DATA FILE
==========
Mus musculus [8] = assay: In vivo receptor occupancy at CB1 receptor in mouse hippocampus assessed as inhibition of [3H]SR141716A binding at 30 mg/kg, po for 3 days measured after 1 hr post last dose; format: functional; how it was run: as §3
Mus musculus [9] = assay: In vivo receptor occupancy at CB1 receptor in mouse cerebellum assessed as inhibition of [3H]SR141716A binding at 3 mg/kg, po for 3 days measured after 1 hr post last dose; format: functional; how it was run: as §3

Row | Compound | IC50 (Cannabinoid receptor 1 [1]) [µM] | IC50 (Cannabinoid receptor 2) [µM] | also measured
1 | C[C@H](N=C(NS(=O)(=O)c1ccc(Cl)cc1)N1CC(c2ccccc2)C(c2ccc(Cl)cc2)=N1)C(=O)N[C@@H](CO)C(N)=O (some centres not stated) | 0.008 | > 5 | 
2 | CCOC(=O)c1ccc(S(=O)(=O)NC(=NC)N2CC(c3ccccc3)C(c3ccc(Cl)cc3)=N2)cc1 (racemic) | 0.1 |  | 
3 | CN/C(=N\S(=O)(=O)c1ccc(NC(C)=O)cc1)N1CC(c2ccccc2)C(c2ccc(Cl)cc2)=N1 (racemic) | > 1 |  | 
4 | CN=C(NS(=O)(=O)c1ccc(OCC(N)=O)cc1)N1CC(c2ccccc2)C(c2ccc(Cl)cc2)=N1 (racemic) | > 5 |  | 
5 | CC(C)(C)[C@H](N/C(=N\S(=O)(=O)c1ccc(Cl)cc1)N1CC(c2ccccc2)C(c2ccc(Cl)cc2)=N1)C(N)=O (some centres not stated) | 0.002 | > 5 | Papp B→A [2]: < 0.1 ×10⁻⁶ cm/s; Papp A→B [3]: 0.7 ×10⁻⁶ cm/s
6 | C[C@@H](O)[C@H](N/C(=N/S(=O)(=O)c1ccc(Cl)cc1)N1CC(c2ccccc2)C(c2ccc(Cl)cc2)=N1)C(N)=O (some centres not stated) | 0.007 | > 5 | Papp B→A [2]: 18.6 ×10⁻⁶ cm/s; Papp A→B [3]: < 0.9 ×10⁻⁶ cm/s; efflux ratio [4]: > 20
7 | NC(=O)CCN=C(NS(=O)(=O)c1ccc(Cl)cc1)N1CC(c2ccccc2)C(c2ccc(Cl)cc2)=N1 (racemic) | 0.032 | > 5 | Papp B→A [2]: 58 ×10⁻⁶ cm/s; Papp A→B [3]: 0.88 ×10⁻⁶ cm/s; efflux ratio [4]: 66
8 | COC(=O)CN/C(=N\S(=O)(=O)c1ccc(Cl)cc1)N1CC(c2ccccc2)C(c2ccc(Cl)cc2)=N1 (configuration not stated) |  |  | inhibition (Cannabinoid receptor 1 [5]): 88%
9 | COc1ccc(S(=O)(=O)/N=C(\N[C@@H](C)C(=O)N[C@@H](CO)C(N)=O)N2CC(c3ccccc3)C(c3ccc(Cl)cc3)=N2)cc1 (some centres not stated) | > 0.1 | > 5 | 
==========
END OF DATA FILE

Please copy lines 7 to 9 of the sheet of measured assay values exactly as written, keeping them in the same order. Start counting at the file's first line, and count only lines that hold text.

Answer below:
4 | CN=C(NS(=O)(=O)c1ccc(OCC(N)=O)cc1)N1CC(c2ccccc2)C(c2ccc(Cl)cc2)=N1 (racemic) | > 5 |  | 
5 | CC(C)(C)[C@H](N/C(=N\S(=O)(=O)c1ccc(Cl)cc1)N1CC(c2ccccc2)C(c2ccc(Cl)cc2)=N1)C(N)=O (some centres not stated) | 0.002 | > 5 | Papp B→A [2]: < 0.1 ×10⁻⁶ cm/s; Papp A→B [3]: 0.7 ×10⁻⁶ cm/s
6 | C[C@@H](O)[C@H](N/C(=N/S(=O)(=O)c1ccc(Cl)cc1)N1CC(c2ccccc2)C(c2ccc(Cl)cc2)=N1)C(N)=O (some centres not stated) | 0.007 | > 5 | Papp B→A [2]: 18.6 ×10⁻⁶ cm/s; Papp A→B [3]: < 0.9 ×10⁻⁶ cm/s; efflux ratio [4]: > 20